Malignant, a crime thriller directed by James Wan, is a well-made blend of gore, whodunnit killings, and science gone horribly wrong. What the picture lacks in wit and conversation — particularly in the last scenes — it more than makes up for with satisfyingly dramatic plot twists and impressive special effects.
However, other than this error, the picture is incredibly well-made. The special effects team deserves a standing ovation; from Gabriel's gory, reshaped face to the CGI liquified walls that encircle the paralyzed Madison as the shot loops around her, they go above and beyond. Despite how amusing Gabriel's hobbling was to witness, one must applaud Wan's team's efforts, particularly the contortionist Marina Mazepa, who performs battle royales both blind and backward. As amusing as they can be at times, the level of talent necessary was clear.
With the exception of the final ten minutes, Wan delivers on his promise to make Malignant a lot more enjoyable and original than today's traditional horror films. You will be disappointed if you go into this film expecting to be scared out of your mind. But if you're looking for a chilling, occasionally amusing sci-fi thriller, come in and take a seat.
Along for the Ride
The story follows familiar beats of this type of narrative, with both Auden and Eli's insomnia stemming from deep-seated personal issues, with Auden's being her family dynamic and Eli's being survivor's guilt for the loss of a friend, and per the standards of this type of story, it's pretty obvious where it'll go and it hits many of the beats you've come to expect, including the third act "on the outs" nadir, but the cast and
Along for the Ride is not a genre-defining film, but it is a delightful watch for romantics. The film has a sense of warmth, humor, and likability that appealed to me. I was honestly torn between giving it a 6 and giving it a 7, but that could be because the last film like this I saw was the godawful Moonshot, so I could be grading on a curve. You can already tell whether or not you'll enjoy this film based on the description I provided and the trailer.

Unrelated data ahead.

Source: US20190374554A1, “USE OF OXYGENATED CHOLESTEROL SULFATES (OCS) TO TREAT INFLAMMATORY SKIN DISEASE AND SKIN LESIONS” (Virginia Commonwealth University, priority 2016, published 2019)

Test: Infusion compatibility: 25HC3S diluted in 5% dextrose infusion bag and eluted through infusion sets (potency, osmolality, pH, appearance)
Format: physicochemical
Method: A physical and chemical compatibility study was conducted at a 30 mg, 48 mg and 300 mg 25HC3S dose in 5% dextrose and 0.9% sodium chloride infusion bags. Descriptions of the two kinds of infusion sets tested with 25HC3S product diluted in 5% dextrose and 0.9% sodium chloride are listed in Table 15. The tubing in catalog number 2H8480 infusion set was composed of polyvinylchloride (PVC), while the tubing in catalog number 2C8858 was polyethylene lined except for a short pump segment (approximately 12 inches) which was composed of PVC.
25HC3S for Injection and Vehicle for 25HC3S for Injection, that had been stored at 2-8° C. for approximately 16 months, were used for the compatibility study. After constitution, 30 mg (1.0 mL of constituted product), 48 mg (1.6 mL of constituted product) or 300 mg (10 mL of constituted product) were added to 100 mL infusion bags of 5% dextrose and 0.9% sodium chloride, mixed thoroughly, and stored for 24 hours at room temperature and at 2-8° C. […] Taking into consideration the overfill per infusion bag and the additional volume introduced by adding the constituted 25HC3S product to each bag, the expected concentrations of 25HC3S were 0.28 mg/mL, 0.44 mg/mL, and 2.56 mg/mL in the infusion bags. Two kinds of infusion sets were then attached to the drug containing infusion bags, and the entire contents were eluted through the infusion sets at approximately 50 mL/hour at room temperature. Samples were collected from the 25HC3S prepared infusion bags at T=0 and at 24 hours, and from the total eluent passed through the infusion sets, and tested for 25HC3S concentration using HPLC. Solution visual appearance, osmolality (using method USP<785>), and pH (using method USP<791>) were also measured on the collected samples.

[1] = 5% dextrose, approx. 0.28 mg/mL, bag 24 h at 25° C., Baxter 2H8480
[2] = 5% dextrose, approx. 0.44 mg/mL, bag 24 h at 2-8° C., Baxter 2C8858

Spiritwalker had a vast, sweeping concept, but it dipped its toe into metaphorical matters of infiltration—of spies in the midst and rats in the works—and the dissonance that comes when our identities change faster than our place in society. There are some flourishes with modern technology, such as dashcam memory cards, that tie our surveillance state to the larger existential terror of physically moving through a world; there are also old-school physical moments, such as a car slowly submerging into a lake or Ian getting stuck in a guy with a bum leg, that reinforce the drama of a mind trapped in a fleshy prison.
Spiritwalker is a flashy, fascinating, and thought-provoking piece of the action, even if one of those thoughts is "What the hell is going on?"
The film unfolds as Duke (James Garner) reads a story about two young people in the 1940s who fall in love and struggle to survive. The film alternates between today and the 1940s. It has a structure that is strikingly similar to "Fried Green Tomatoes," another of our all-time favorite films.
In contrast to "Fried Green Tomatoes," this film concentrates on young love as it develops and persists through wars and parental opposition. Sure, the central concept is "Romeo and Juliet," but the way it is presented and the amazing charisma that the actors bring to the screen make it feel fresh and unexpected. This is a really romantic film. You may find yourself rolling your eyes if you are skeptical about romance, eternal love, and commitment to another person. I'm not cynical about the emotional bonds that bind us, and I was completely engrossed in the story.
While being such a sweet film, its characters are relatable and likable. The actors all deliver intriguing and riveting performances.